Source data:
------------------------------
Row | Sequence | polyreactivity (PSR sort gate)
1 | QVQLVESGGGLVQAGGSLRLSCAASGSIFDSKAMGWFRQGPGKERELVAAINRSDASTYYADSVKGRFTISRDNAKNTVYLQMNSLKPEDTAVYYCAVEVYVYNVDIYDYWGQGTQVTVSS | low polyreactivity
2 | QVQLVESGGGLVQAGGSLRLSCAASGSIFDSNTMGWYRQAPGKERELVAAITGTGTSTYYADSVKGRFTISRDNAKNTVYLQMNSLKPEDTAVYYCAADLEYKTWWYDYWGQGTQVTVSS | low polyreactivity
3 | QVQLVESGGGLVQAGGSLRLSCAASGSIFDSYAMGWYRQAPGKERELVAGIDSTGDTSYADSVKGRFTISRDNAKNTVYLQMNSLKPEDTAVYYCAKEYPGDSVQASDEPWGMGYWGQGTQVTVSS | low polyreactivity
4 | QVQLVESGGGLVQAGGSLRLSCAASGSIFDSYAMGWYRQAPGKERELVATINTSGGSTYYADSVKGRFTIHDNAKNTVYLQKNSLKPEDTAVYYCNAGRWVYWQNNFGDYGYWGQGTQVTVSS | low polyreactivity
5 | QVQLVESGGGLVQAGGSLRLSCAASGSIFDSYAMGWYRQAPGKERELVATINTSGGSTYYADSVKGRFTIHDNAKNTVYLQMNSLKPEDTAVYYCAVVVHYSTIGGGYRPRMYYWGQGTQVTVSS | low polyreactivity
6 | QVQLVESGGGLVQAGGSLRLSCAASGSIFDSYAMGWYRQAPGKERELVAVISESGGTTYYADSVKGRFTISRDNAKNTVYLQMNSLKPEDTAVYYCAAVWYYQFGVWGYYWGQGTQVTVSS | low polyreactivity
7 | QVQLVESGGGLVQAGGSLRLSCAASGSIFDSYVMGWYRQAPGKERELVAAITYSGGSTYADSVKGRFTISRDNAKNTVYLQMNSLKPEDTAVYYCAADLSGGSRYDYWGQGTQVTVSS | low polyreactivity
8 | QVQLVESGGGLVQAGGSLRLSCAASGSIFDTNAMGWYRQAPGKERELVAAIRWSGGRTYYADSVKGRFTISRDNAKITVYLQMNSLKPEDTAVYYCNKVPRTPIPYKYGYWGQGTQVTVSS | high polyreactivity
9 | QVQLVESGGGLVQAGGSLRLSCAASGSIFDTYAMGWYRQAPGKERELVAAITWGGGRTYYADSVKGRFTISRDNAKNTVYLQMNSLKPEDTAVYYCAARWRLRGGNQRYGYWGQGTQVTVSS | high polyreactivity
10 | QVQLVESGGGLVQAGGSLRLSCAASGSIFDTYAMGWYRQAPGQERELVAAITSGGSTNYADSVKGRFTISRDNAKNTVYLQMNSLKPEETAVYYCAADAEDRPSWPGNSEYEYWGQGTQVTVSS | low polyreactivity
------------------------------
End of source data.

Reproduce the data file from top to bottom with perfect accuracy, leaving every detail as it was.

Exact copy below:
Row | Sequence | polyreactivity (PSR sort gate)
1 | QVQLVESGGGLVQAGGSLRLSCAASGSIFDSKAMGWFRQGPGKERELVAAINRSDASTYYADSVKGRFTISRDNAKNTVYLQMNSLKPEDTAVYYCAVEVYVYNVDIYDYWGQGTQVTVSS | low polyreactivity
2 | QVQLVESGGGLVQAGGSLRLSCAASGSIFDSNTMGWYRQAPGKERELVAAITGTGTSTYYADSVKGRFTISRDNAKNTVYLQMNSLKPEDTAVYYCAADLEYKTWWYDYWGQGTQVTVSS | low polyreactivity
3 | QVQLVESGGGLVQAGGSLRLSCAASGSIFDSYAMGWYRQAPGKERELVAGIDSTGDTSYADSVKGRFTISRDNAKNTVYLQMNSLKPEDTAVYYCAKEYPGDSVQASDEPWGMGYWGQGTQVTVSS | low polyreactivity
4 | QVQLVESGGGLVQAGGSLRLSCAASGSIFDSYAMGWYRQAPGKERELVATINTSGGSTYYADSVKGRFTIHDNAKNTVYLQKNSLKPEDTAVYYCNAGRWVYWQNNFGDYGYWGQGTQVTVSS | low polyreactivity
5 | QVQLVESGGGLVQAGGSLRLSCAASGSIFDSYAMGWYRQAPGKERELVATINTSGGSTYYADSVKGRFTIHDNAKNTVYLQMNSLKPEDTAVYYCAVVVHYSTIGGGYRPRMYYWGQGTQVTVSS | low polyreactivity
6 | QVQLVESGGGLVQAGGSLRLSCAASGSIFDSYAMGWYRQAPGKERELVAVISESGGTTYYADSVKGRFTISRDNAKNTVYLQMNSLKPEDTAVYYCAAVWYYQFGVWGYYWGQGTQVTVSS | low polyreactivity
7 | QVQLVESGGGLVQAGGSLRLSCAASGSIFDSYVMGWYRQAPGKERELVAAITYSGGSTYADSVKGRFTISRDNAKNTVYLQMNSLKPEDTAVYYCAADLSGGSRYDYWGQGTQVTVSS | low polyreactivity
8 | QVQLVESGGGLVQAGGSLRLSCAASGSIFDTNAMGWYRQAPGKERELVAAIRWSGGRTYYADSVKGRFTISRDNAKITVYLQMNSLKPEDTAVYYCNKVPRTPIPYKYGYWGQGTQVTVSS | high polyreactivity
9 | QVQLVESGGGLVQAGGSLRLSCAASGSIFDTYAMGWYRQAPGKERELVAAITWGGGRTYYADSVKGRFTISRDNAKNTVYLQMNSLKPEDTAVYYCAARWRLRGGNQRYGYWGQGTQVTVSS | high polyreactivity
10 | QVQLVESGGGLVQAGGSLRLSCAASGSIFDTYAMGWYRQAPGQERELVAAITSGGSTNYADSVKGRFTISRDNAKNTVYLQMNSLKPEETAVYYCAADAEDRPSWPGNSEYEYWGQGTQVTVSS | low polyreactivity